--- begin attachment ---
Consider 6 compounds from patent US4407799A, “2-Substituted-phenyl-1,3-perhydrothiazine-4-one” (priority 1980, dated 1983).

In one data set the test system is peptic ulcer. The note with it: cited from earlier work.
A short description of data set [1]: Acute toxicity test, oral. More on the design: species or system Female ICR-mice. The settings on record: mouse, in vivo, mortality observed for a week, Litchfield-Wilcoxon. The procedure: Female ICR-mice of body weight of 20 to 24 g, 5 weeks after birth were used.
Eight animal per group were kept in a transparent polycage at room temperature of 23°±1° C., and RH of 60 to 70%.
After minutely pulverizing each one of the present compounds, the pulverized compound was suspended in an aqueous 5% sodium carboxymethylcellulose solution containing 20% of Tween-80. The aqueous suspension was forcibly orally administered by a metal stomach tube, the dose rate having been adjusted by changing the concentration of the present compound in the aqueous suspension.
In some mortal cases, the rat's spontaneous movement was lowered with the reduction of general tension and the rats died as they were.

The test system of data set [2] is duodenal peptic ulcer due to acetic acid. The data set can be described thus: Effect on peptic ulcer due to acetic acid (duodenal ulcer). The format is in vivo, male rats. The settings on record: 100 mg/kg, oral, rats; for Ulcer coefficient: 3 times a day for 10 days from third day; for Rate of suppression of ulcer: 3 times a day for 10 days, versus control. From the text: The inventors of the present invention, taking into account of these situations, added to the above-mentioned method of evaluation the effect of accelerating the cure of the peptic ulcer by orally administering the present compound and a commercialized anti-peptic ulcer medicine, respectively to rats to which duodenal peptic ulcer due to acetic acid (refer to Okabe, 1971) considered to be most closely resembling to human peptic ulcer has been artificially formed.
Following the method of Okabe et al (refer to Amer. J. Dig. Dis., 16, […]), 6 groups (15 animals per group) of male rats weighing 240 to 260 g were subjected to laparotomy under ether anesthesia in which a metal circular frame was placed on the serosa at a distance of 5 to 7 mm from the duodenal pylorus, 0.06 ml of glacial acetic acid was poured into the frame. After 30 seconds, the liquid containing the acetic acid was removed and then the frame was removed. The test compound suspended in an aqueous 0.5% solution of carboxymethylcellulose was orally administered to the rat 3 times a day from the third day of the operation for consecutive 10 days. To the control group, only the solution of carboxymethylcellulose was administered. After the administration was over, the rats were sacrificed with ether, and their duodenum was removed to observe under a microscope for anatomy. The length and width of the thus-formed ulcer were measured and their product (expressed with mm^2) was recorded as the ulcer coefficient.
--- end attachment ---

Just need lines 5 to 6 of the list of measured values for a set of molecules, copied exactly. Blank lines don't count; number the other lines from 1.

After minutely pulverizing each one of the present compounds, the pulverized compound was suspended in an aqueous 5% sodium carboxymethylcellulose solution containing 20% of Tween-80. The aqueous suspension was forcibly orally administered by a metal stomach tube, the dose rate having been adjusted by changing the concentration of the present compound in the aqueous suspension.
In some mortal cases, the rat's spontaneous movement was lowered with the reduction of general tension and the rats died as they were.